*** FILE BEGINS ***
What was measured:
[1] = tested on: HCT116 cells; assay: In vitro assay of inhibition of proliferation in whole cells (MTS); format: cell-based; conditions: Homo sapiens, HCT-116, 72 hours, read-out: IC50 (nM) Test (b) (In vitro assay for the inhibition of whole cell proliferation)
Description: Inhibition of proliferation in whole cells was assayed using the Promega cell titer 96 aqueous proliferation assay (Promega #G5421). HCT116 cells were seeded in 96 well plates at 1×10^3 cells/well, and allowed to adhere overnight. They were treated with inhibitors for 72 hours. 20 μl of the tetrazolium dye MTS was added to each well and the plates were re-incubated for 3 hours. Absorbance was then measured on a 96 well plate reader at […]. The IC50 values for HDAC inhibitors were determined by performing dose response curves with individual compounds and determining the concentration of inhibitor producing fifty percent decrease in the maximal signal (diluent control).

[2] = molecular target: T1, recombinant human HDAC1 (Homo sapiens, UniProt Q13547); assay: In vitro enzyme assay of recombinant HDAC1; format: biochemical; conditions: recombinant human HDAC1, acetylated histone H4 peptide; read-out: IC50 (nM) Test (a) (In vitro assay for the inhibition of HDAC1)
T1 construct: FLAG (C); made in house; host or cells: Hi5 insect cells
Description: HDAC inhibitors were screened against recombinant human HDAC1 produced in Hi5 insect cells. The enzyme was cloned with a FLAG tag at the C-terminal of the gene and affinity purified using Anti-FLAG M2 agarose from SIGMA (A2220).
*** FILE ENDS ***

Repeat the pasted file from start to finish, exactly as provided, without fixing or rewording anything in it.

What was measured:
[1] = tested on: HCT116 cells; assay: In vitro assay of inhibition of proliferation in whole cells (MTS); format: cell-based; conditions: Homo sapiens, HCT-116, 72 hours, read-out: IC50 (nM) Test (b) (In vitro assay for the inhibition of whole cell proliferation)
Description: Inhibition of proliferation in whole cells was assayed using the Promega cell titer 96 aqueous proliferation assay (Promega #G5421). HCT116 cells were seeded in 96 well plates at 1×10^3 cells/well, and allowed to adhere overnight. They were treated with inhibitors for 72 hours. 20 μl of the tetrazolium dye MTS was added to each well and the plates were re-incubated for 3 hours. Absorbance was then measured on a 96 well plate reader at […]. The IC50 values for HDAC inhibitors were determined by performing dose response curves with individual compounds and determining the concentration of inhibitor producing fifty percent decrease in the maximal signal (diluent control).

[2] = molecular target: T1, recombinant human HDAC1 (Homo sapiens, UniProt Q13547); assay: In vitro enzyme assay of recombinant HDAC1; format: biochemical; conditions: recombinant human HDAC1, acetylated histone H4 peptide; read-out: IC50 (nM) Test (a) (In vitro assay for the inhibition of HDAC1)
T1 construct: FLAG (C); made in house; host or cells: Hi5 insect cells
Description: HDAC inhibitors were screened against recombinant human HDAC1 produced in Hi5 insect cells. The enzyme was cloned with a FLAG tag at the C-terminal of the gene and affinity purified using Anti-FLAG M2 agarose from SIGMA (A2220).